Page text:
Velocity and Acceleration
Introduction


Knowing the size of a distance or speed is often useful for making comparisons. For example, for some purposes it may be sufficient to know that Inverness is further from London than it is from Birmingham. However, in many everyday situations it is not enough to know the speed or distance. Suppose you want to get to a destination 200 km away at a speed of 50 kmh−1. That information is enough to tell you that the journey will take four hours. But what are the chances of arriving safely at your destination if you set off in a random direction?

Specifying a destination will involve stating a direction as well as a distance travelled. Quantities where direction is equally as important as magnitude are called vector quantities. Non-vector quantities such as mass and time are called scalars.


In the situations met so far, direction has not been a major consideration. However, when a ship is lost at sea, locating the survivors depends upon knowing their exact location. In this unit you will be introduced to some new terms whose definitions are more specific than the ideas of distance and speed that you have previously met.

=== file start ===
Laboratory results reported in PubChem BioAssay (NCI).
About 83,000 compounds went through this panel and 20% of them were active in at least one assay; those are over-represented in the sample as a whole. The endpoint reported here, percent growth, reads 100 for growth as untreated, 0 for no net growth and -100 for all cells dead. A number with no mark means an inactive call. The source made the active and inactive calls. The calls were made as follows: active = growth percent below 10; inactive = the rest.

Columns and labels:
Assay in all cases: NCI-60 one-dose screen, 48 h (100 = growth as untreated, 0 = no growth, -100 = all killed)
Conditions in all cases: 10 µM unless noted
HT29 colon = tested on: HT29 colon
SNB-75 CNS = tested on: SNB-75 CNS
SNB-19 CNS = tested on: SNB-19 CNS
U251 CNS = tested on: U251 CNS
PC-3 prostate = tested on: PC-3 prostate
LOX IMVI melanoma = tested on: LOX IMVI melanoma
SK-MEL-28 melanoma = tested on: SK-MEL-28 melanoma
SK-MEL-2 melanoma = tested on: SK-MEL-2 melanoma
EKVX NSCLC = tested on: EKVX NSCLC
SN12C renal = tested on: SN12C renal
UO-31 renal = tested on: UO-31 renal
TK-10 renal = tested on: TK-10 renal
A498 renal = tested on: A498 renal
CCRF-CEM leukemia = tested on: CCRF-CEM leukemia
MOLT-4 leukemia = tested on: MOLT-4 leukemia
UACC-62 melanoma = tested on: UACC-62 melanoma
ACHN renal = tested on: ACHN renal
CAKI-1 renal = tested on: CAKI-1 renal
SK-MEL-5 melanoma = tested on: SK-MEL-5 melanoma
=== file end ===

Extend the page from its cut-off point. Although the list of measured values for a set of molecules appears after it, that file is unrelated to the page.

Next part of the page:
Displacement and velocity
In a maritime rescue, the rescue services need to know how far offshore the ship sank and in what direction they must travel to get there. The distance and direction parts of the location are both equally important. In physics the term displacement is used to describe a case where the position of an object is specified in terms of both its distance and direction from a reference point.

Which type of quantity is
displacement
An object's displacement quotes both its bearing and distances relative to a fixed reference point.
displacement
?
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In some cases, bearings are used for the direction part of displacements. The angle quoted in a
bearing
Bearings are a method of stating direction by measuring the angle, clockwise, from due north.
bearing
is measured clockwise from north (000).